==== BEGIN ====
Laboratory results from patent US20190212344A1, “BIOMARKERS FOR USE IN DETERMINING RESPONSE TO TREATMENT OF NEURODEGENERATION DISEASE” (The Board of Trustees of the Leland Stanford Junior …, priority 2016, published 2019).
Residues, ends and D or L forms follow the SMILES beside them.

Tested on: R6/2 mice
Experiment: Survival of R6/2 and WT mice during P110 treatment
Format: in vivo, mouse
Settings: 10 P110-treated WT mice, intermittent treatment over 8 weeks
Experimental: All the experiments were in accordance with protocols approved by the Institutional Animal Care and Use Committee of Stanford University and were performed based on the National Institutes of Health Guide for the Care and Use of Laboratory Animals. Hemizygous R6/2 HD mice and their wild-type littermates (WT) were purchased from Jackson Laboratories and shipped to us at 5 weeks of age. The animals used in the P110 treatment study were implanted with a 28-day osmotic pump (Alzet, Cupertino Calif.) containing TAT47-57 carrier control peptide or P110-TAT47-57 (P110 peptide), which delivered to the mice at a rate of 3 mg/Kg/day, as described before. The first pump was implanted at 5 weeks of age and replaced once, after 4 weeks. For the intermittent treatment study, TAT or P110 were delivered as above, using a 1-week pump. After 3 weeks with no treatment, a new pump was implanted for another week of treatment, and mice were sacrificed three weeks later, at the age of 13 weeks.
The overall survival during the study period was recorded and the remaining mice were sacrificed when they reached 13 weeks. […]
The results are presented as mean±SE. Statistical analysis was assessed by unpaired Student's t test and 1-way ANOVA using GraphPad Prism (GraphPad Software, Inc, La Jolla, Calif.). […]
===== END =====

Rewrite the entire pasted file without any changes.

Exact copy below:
Laboratory results from patent US20190212344A1, “BIOMARKERS FOR USE IN DETERMINING RESPONSE TO TREATMENT OF NEURODEGENERATION DISEASE” (The Board of Trustees of the Leland Stanford Junior …, priority 2016, published 2019).
Residues, ends and D or L forms follow the SMILES beside them.

Tested on: R6/2 mice
Experiment: Survival of R6/2 and WT mice during P110 treatment
Format: in vivo, mouse
Settings: 10 P110-treated WT mice, intermittent treatment over 8 weeks
Experimental: All the experiments were in accordance with protocols approved by the Institutional Animal Care and Use Committee of Stanford University and were performed based on the National Institutes of Health Guide for the Care and Use of Laboratory Animals. Hemizygous R6/2 HD mice and their wild-type littermates (WT) were purchased from Jackson Laboratories and shipped to us at 5 weeks of age. The animals used in the P110 treatment study were implanted with a 28-day osmotic pump (Alzet, Cupertino Calif.) containing TAT47-57 carrier control peptide or P110-TAT47-57 (P110 peptide), which delivered to the mice at a rate of 3 mg/Kg/day, as described before. The first pump was implanted at 5 weeks of age and replaced once, after 4 weeks. For the intermittent treatment study, TAT or P110 were delivered as above, using a 1-week pump. After 3 weeks with no treatment, a new pump was implanted for another week of treatment, and mice were sacrificed three weeks later, at the age of 13 weeks.
The overall survival during the study period was recorded and the remaining mice were sacrificed when they reached 13 weeks. […]
The results are presented as mean±SE. Statistical analysis was assessed by unpaired Student's t test and 1-way ANOVA using GraphPad Prism (GraphPad Software, Inc, La Jolla, Calif.). […]